4 Types of Customers (and How to Sell to Each of Them)From easygoing shoppers who like to chat to focused shoppers who want only the facts, learn how to connect with different personalities.
As a small business owner, you have the opportunity to get to know customers and adapt to their needs in a way that larger companies can’t.
In order to maintain customers or attract new ones, it’s important to recognize the types of customers you will encounter and their specific qualities so you can tailor your approach accordingly.
To help you do this, we’ve enlisted the help of Teri Yanovitch, a customer loyalty expert, and co-author of “Unleashing Excellence – The Complete Guide to Ultimate Customer Service.”
These customers know exactly what they want. They are usually impatient shoppers who want immediate results and prefer that your interaction with them to be brief and direct.
“These customers are not looking for a lot of social interactions or personal connection,” Yanovitch said. “It is very task-oriented. They want you to be competent and know the answers.”
With these customers, Yanovitch said it’s important to get straight to the point. They expect employees to be knowledgeable, so it’s vital for small business owners to train their employees thoroughly.
“If they don’t know the answers, then there should be a book or someone they can refer to or call very quickly to answer the questions,” Yanovitch said.
These customers are usually in a good mood and want to chat with you.
“They are building a relationship before they ask what they are looking for,” Yanovitch said.
“They enjoy people and they enjoy the social interaction of the purchase just as much as the actual purchase itself.”
For this category, Yanovitch advised small business owners to “reciprocate” – be enthusiastic while inquiring about their lives.
“Ask them about how the last item worked out for them,” she said. “They want you to have a social interaction before you ask, ‘Why are you here today?’”
Also, speak in general terms. “You will lose them in minute details. They are looking for you to make your product or service seem like something fun and interesting.”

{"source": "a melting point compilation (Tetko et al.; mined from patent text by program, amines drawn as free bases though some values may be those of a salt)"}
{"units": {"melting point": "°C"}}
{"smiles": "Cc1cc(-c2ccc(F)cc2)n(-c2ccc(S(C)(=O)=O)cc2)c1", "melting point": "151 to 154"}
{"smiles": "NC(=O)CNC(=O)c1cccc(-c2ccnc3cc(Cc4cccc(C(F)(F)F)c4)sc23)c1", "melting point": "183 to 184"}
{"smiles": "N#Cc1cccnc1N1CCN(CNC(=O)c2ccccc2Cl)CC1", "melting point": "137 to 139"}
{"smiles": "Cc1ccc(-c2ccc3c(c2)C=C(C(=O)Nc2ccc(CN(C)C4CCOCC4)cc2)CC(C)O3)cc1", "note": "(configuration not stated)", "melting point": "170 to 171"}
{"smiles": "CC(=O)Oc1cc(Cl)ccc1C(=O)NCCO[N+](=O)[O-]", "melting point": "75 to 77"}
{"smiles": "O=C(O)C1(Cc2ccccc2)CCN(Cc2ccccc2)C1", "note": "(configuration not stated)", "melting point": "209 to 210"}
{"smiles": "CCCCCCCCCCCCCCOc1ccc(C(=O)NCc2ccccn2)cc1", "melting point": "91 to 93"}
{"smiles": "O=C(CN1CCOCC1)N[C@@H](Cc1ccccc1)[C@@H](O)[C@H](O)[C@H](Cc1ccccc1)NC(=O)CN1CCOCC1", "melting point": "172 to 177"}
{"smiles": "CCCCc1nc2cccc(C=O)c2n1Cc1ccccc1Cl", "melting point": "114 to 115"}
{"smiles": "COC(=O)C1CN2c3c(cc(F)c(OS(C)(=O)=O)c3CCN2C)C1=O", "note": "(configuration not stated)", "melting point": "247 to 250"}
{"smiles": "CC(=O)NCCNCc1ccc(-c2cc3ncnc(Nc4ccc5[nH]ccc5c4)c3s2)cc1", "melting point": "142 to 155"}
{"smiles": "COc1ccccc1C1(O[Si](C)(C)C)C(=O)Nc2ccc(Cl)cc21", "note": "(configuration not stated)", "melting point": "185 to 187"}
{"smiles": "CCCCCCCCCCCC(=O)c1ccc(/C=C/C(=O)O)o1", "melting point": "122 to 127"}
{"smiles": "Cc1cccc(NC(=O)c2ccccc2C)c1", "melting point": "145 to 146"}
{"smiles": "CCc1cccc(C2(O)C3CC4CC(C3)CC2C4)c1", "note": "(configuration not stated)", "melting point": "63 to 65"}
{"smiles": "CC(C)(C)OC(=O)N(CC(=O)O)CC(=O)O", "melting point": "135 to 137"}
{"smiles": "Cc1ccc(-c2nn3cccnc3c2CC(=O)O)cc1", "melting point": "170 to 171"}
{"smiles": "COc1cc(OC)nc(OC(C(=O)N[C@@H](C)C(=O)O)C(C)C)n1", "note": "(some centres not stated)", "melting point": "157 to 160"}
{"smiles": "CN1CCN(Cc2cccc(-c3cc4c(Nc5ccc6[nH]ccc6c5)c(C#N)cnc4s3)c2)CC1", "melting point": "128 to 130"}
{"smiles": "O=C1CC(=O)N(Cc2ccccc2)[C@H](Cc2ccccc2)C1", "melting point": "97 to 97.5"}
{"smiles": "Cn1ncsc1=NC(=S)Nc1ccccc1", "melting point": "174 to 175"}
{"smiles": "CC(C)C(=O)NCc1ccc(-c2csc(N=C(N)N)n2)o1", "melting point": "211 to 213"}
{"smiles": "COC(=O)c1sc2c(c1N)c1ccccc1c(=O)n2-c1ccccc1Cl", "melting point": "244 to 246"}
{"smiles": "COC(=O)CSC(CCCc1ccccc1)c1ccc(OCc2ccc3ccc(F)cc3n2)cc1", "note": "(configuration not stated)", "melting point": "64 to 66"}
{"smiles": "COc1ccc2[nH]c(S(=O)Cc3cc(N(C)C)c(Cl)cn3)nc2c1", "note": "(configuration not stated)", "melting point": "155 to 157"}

These people have done their homework and expect to be treated fairly. They will appear as more reserved in nature and more deliberate, thinking things through.
“[They’ve] read all the testimonials online about the product or service,” Yanovitch said. “They read the customer reports, and have been on Yelp and Facebook and checked out what has been said about the product and service. And they want to be treated very fairly. They don’t want to think someone has had a better deal than them.”
The more positive testimonials you have, the better chance you have of reeling them in. Also, being very matter-of-fact with the details of the product and reassuring them is beneficial. “They want to think you are taking care of them,” Yanovitch said.
These customers are perfectionists who like facts and figures. They have studied your type of service and product so rigorously, they probably know more about your product or service than you do (or like to think they do).
The analyst will approach you and say, “These are my specifications. How will you meet them?” Yanovitch said this customer wants to be right, so a small business owner should openly acknowledge and appreciate the customer’s hard work.
“If you need to correct them, you need to be very tactful,” she said. “Say something like, ‘Yes, you were right in going that direction, but something has been added, etc.’ These customers take great pride in that they are very well prepared and they want you to be just as prepared to explain the details of your service or product.”